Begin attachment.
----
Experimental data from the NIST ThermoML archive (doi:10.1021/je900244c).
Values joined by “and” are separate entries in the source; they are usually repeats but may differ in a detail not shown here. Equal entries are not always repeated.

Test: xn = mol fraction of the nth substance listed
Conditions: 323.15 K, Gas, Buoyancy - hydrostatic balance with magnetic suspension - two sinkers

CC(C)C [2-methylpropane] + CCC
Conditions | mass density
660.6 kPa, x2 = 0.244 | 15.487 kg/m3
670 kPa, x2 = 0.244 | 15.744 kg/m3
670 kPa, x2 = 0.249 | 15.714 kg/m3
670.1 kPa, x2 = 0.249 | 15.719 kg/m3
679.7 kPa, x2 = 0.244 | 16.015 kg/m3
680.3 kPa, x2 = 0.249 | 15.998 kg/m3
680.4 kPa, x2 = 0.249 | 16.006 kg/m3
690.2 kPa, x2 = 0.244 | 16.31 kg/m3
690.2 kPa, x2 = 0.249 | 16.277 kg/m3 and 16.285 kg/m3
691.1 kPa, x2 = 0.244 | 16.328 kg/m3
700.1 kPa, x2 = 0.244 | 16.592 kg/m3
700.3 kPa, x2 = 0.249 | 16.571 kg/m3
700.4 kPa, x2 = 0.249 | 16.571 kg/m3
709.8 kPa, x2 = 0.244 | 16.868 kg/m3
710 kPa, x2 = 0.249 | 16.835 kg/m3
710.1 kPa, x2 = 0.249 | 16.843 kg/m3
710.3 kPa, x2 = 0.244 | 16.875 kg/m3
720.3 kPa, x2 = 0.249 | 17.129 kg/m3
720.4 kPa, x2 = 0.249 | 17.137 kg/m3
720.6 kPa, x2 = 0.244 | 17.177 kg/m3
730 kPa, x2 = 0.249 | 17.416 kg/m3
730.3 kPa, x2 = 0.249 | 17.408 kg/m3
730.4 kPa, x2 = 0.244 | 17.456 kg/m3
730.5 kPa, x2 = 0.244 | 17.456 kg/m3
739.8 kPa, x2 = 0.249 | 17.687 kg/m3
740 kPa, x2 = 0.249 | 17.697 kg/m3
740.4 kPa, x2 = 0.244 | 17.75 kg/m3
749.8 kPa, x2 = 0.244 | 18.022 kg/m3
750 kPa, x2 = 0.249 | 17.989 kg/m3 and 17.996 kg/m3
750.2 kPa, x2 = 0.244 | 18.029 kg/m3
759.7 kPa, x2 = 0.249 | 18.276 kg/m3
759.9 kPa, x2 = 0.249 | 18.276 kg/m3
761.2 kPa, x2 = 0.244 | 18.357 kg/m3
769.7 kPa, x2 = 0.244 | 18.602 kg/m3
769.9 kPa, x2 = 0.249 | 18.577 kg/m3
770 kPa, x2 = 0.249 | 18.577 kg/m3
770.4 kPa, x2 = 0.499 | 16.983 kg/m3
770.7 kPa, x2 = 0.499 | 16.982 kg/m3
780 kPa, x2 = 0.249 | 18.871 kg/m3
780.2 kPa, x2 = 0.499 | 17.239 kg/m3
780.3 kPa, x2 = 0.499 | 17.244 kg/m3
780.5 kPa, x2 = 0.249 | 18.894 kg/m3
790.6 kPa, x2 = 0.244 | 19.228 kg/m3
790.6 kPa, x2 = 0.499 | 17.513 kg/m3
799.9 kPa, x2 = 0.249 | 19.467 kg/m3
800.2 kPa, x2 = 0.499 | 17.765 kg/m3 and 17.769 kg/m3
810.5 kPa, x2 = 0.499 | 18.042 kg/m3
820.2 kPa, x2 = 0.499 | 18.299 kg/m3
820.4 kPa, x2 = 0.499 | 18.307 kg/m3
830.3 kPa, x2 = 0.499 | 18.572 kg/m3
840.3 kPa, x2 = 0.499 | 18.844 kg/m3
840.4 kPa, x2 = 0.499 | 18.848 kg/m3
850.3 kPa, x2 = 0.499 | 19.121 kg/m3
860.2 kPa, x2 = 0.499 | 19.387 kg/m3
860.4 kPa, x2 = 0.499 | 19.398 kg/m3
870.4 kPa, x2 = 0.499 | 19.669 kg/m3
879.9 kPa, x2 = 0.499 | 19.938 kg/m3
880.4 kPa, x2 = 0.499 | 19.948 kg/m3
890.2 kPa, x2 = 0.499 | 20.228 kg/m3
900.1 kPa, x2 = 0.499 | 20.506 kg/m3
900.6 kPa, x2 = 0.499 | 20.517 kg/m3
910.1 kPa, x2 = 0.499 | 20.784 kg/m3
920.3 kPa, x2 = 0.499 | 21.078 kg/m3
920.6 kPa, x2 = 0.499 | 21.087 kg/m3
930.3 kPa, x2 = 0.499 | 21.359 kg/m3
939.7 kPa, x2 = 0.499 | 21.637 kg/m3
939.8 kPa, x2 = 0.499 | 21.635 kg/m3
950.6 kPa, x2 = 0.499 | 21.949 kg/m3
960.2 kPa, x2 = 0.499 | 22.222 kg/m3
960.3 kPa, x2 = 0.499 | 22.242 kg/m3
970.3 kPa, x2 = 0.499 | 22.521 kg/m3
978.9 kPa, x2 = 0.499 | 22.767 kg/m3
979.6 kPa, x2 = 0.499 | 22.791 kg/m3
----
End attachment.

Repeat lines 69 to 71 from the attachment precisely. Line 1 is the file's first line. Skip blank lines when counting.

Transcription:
920.3 kPa, x2 = 0.499 | 21.078 kg/m3
920.6 kPa, x2 = 0.499 | 21.087 kg/m3
930.3 kPa, x2 = 0.499 | 21.359 kg/m3